'Shivers Up My Spine': UW Scientists Take Big Step Toward Healing Damaged Hearts
Scientists had long thought getting heart tissue to regenerate was impossible. But stem cell research began to raise hopes in the 1990s, and over the years, researchers like Chuck Murry of University of Washington Medicine’s cardiology division started to get some traction.
First came successes with rats, then with guinea pigs. Now Murry’s team has managed to repair heart tissue in an animal more closely related to humans: monkeys called pigtail macaques.
“When I first saw our cells beating in the macaque heart it sent shivers up my spine,” said Murry. “And it was one of those sort of 'aha' moments when I thought, 'We can do this in people.'”
Murry’s team had induced a kind of artificial heart attack in the monkeys, then injected them with cells derived from human embryonic stem cells. The monkeys’ hearts integrated the human cells, infused them with new blood vessels and set their new rhythm.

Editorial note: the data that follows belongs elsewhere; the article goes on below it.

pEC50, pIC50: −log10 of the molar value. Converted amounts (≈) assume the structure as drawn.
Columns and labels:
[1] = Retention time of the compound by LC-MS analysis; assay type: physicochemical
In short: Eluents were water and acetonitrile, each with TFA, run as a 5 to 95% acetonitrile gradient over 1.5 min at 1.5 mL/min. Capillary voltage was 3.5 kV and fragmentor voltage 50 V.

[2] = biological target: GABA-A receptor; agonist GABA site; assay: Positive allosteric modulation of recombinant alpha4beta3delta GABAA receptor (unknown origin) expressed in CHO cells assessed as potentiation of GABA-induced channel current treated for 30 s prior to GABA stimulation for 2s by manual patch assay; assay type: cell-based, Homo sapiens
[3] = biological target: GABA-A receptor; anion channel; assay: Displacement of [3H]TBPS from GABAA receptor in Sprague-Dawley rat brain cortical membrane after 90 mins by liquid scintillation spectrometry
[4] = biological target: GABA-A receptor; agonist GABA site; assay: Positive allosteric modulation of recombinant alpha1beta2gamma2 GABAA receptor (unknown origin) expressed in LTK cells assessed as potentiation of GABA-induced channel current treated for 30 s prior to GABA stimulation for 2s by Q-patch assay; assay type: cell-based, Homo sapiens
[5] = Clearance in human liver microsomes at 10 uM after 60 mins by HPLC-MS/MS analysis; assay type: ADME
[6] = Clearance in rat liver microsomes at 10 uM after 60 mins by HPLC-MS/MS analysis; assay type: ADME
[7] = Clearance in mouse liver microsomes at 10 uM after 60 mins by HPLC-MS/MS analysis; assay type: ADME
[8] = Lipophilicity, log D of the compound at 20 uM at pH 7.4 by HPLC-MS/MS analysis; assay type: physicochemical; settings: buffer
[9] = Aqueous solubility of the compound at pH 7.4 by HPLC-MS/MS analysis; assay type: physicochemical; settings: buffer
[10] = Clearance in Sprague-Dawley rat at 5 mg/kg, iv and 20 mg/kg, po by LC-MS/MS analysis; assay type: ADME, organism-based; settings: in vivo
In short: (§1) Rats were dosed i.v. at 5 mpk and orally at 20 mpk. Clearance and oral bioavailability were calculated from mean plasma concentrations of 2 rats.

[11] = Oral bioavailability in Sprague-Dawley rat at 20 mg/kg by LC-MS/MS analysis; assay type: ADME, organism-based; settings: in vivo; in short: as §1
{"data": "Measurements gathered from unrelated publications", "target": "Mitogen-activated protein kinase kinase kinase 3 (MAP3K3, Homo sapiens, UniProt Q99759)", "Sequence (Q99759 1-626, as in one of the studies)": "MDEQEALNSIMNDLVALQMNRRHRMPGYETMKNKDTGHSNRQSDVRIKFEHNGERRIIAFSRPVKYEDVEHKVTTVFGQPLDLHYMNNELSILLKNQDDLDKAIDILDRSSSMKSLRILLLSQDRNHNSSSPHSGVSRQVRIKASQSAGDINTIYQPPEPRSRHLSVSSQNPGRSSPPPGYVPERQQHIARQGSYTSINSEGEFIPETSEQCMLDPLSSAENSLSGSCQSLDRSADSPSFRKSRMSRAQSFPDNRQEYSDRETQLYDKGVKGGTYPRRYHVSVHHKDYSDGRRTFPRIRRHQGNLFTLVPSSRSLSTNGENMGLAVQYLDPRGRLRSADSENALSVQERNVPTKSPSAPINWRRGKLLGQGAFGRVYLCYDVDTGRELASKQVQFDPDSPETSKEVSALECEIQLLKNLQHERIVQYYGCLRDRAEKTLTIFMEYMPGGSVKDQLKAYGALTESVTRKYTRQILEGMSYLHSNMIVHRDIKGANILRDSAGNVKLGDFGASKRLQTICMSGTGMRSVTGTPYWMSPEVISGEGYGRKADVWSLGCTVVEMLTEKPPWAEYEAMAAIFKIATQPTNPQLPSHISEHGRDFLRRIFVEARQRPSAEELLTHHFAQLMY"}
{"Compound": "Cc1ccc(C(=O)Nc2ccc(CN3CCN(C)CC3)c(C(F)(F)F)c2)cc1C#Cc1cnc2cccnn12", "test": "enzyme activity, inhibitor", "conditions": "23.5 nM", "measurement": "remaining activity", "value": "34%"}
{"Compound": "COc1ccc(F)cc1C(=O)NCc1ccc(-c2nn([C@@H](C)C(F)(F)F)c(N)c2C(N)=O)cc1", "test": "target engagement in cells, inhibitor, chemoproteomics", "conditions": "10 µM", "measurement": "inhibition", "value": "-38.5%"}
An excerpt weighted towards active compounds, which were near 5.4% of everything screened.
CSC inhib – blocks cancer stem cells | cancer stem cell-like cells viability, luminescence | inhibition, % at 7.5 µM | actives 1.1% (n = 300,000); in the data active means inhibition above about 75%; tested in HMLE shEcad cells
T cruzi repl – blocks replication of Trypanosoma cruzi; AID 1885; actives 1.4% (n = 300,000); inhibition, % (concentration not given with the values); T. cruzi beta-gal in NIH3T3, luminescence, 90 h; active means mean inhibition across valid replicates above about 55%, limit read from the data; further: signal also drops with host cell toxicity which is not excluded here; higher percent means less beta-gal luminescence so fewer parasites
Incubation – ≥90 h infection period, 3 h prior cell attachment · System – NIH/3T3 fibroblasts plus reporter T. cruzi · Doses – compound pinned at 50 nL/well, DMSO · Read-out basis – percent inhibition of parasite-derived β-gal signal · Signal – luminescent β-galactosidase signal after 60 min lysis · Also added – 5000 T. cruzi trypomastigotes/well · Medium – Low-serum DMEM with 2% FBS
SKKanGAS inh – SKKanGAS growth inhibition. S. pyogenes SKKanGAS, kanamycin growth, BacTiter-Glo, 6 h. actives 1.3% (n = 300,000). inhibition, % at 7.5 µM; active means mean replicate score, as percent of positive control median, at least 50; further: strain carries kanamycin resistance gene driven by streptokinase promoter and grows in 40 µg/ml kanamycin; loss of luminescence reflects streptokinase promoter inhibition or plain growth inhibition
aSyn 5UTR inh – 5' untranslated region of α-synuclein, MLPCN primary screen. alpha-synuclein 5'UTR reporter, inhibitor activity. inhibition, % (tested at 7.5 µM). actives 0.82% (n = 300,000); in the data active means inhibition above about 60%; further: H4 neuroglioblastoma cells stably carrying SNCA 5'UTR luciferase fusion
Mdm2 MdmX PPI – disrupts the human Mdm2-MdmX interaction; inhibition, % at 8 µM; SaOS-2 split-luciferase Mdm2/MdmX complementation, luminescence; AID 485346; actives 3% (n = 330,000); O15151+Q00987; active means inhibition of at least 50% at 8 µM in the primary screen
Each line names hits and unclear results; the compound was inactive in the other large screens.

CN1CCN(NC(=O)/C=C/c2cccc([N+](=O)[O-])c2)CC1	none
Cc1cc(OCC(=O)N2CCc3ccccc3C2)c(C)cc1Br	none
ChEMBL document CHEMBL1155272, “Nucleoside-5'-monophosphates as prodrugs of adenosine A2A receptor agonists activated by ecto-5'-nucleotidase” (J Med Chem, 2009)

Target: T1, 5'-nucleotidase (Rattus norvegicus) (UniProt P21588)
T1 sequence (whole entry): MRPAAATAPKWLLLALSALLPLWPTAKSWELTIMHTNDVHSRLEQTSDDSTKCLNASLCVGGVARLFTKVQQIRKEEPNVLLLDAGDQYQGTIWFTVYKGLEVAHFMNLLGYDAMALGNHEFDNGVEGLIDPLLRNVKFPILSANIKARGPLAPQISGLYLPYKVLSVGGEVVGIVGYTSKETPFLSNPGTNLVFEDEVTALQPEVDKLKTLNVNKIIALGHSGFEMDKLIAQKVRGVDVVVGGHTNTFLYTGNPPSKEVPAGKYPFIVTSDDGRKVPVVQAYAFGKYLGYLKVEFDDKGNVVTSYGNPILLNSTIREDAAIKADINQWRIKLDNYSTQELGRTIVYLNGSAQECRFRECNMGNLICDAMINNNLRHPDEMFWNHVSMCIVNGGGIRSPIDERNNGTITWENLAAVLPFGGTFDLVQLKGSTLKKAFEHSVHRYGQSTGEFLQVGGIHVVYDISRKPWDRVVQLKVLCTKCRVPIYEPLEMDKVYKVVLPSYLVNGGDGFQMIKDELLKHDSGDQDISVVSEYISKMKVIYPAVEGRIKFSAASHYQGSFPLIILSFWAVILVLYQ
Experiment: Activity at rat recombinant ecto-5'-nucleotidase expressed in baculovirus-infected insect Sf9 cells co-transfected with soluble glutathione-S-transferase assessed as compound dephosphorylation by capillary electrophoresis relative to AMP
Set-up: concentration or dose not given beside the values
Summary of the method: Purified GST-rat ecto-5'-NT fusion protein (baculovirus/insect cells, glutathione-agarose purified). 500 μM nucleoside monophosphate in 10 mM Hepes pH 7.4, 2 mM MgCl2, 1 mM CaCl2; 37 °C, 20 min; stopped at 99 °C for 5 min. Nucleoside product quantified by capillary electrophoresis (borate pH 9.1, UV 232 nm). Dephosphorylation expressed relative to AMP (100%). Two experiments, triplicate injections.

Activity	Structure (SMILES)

Murry says the big dream is to build on this advance and attack the number one worldwide killer of people: ischemic heart disease and the heart failure that goes with it.
“What we think we can do is change what’s otherwise fated to be a chronic disease, and potentially cure it,” he said.
Big challenges remain, such as solving the troubling irregular heartbeat some of the monkeys experienced after the transplant. It’s also not clear how much the procedure improves the heart’s ability to pump blood. Murry says he hopes human trials could begin within about four years.